Say, O Mohammad ! my prayer and my sacrifice and my life and my death are all for Allah, the Lord of the worlds; no associate has He and this is am commanded and I am of those who firs of all submit to Him. (6.162-163) “The verse of the Holy Book in the light of the following words of the Prophet (S.A.W.) of Allah: Whoever has made a friend and has done so for Allah; who ever has made enemies and has done so for Allah; whoever has given alms to anyone and has done so for Him; whoever has withheld alms from anyone and has done so for Him alone, has made his faith perfecta and has become faithful to his fingers’ tips. “According to the above verse of the Quran, Islam demands that man devote his life and death exclusively to Allah. Man should not associate anyone with Him. The Prophet’s explanation of the verse emphasizes that the essence of the faith is in that believers must love and conduct all their world’s affairs for Allah alone. In other words he can be Muslim in the real sense of the word only when his services, life and death, are intended exclusively for Allah. Unless he surrenders himself completely to Him, he cannot ever claim to be a true Muslim, leaving aside the possibility of his attaining to higher degrees of spiritual and moral perfection. The less dedicated he is to Allah, the less perfect he is as a Muslim. Some people think that complete surrender to Allah is needed only to open up the vistas of spiritual and moral excellence, but to be simply faithful or a believer in Islam, total surrender is not absolutely essential. Now, this is a misunderstanding created by the People’s inability to distinguish between formal Islam that conforms to Islamic law, and real Islam that alone is recognized by Allah. “In formal Islam the heat of the believer is not probed nor can it be probed. If he professes by word of mouth his belief in Allah, His Apostle (S.A.W.), the Qur’an and the life hereafter, he is admitted into the folds of Islam and will be treated as a Muslim. But it needs to be made clear that the foregoing formalities are meant for the affairs of this world only. The be-all and end-all of this is that those who profess belief in Islam acquire legal, social, and moral rights in the Islamic social set-up that entitles them to intermarry, inherit property, and establish other cultural bonds. But mere legal and formal profession of belief does not ensure one’s salvation and inclusion among Allah’s favorites in the life hereafter. What counts in that life is the acceptance of Islam with all one’s heart and complete surrender of one’s self to the Will of Allah. To Allah the entire inner self of man is open. What matters to Allah is the fact that you devote to Him only all that He gives you. When you do this you will enjoy the privileges reserved for His loyal servants. But if you exclude anything from His service you will falsify your profession that you have surrendered completely to the will of Allah. By such a false profession you can deceive the people of the world, continue to get yourself admitted to the Muslim society and acquire all those rights to which Muslims are entitled; but Allah cannot be taken in by your false profession of faith and will never give you a place among His faithful servants. “If you ponder over the distinction I have drawn between real and formal Islam, you will find that it would, in effect, make a lot of difference not only in the life hereafter but also in this world. There have always been, as there still are, two groups of Muslims. One group comprises those who profess belief in Allah and His Apostle and acknowledge Islam as their religion, but would keep their religion separate from other activities of life. Muslim League, Page 22 of 39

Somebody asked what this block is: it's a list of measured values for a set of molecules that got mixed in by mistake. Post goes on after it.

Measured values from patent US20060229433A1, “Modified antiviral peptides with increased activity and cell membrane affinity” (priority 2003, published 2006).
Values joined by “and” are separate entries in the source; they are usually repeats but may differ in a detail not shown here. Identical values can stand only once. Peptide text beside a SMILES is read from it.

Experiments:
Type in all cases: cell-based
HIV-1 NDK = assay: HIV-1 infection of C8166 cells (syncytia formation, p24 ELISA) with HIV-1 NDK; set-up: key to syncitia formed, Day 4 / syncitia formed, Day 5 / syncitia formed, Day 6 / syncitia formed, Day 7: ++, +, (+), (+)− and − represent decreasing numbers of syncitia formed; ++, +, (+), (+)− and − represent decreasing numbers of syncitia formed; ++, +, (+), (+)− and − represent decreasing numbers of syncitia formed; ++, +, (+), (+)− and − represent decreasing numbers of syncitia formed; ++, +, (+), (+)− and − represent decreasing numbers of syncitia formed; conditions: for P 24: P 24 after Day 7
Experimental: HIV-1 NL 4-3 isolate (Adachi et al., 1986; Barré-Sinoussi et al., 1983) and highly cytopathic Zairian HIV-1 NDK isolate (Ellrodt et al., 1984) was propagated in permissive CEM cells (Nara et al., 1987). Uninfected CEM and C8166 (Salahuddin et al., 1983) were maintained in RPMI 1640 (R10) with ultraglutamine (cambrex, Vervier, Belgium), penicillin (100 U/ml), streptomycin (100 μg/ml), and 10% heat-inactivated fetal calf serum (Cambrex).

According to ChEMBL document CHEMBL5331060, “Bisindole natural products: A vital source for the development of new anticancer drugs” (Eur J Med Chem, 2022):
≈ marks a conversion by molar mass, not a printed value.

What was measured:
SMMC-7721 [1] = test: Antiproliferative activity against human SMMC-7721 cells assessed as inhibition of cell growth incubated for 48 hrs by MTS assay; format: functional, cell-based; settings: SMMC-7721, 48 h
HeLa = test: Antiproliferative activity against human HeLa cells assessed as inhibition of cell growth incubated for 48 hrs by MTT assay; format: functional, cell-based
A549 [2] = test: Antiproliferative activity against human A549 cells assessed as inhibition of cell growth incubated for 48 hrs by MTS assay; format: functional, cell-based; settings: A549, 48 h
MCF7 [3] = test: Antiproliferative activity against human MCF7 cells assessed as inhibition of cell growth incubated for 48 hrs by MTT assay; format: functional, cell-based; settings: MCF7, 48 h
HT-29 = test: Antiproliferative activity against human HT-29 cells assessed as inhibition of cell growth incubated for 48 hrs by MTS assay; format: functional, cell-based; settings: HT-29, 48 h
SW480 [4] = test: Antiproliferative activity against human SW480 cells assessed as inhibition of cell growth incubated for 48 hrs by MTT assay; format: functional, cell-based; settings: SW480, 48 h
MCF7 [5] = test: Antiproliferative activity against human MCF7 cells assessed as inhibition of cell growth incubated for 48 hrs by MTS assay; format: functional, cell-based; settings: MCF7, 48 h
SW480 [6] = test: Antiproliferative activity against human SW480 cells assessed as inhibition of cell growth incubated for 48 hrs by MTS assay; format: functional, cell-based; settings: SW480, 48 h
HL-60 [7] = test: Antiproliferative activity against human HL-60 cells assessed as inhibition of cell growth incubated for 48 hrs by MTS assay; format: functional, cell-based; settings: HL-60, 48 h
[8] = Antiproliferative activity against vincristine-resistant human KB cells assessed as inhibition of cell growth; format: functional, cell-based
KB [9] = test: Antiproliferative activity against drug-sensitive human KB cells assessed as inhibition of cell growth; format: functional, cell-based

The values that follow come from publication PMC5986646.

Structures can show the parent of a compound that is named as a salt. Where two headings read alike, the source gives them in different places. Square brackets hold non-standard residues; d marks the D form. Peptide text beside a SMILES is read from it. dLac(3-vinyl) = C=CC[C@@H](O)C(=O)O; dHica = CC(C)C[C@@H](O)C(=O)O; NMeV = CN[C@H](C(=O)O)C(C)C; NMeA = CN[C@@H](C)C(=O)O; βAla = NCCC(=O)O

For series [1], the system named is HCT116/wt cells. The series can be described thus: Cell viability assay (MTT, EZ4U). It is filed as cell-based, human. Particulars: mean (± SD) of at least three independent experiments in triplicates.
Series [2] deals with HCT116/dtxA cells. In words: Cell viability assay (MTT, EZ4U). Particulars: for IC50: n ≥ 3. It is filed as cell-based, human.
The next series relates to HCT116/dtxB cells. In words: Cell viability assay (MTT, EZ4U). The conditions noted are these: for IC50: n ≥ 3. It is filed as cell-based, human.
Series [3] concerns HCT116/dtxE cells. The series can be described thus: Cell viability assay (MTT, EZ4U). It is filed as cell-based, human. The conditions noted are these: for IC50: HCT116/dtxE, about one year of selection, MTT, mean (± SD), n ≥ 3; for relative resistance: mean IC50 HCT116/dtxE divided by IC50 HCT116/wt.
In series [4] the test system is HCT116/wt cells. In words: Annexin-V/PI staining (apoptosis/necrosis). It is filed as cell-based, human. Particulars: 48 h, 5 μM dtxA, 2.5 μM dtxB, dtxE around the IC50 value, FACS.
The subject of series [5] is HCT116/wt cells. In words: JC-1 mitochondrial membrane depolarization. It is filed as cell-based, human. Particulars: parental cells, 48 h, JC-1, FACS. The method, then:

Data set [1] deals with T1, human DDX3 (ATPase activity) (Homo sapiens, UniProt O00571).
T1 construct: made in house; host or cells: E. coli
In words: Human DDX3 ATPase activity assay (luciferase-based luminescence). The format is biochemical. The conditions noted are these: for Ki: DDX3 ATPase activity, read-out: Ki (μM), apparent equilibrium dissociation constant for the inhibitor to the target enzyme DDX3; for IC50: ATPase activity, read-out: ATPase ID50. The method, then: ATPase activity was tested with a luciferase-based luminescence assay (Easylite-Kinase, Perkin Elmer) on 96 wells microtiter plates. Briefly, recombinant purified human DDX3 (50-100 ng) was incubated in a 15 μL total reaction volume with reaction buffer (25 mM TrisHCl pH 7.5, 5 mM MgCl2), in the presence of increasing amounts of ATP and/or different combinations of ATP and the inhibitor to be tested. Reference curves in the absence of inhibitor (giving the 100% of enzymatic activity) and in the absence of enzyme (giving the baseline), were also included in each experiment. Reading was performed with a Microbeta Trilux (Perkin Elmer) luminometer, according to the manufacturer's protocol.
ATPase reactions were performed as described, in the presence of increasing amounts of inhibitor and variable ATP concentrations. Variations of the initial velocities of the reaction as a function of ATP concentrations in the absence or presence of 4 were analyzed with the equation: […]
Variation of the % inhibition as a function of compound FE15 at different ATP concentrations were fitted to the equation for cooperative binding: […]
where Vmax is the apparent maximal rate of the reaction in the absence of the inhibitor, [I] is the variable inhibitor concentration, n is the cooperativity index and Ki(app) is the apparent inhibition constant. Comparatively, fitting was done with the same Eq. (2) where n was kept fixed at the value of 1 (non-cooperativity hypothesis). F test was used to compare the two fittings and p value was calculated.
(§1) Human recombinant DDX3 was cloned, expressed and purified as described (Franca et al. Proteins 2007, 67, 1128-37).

In this isolated realm of religion, they believe in Allah, offer their prayers to Him, solemnly tell their beads in praise of Him, partially abstain from what is forbidden and from entering into social relations disallowed by Islam. In short, they will do everything regarded as religious. But outside this realm, they would lead a life that has no smack of religion whatsoever. Their likes and dislikes, daily transactions, business activities, social relations and treatment of their families all are based on personal considerations and self-interest. Even the wars they wage are motivated by the prospects of material gains. They wish to have a distinct position of their own in all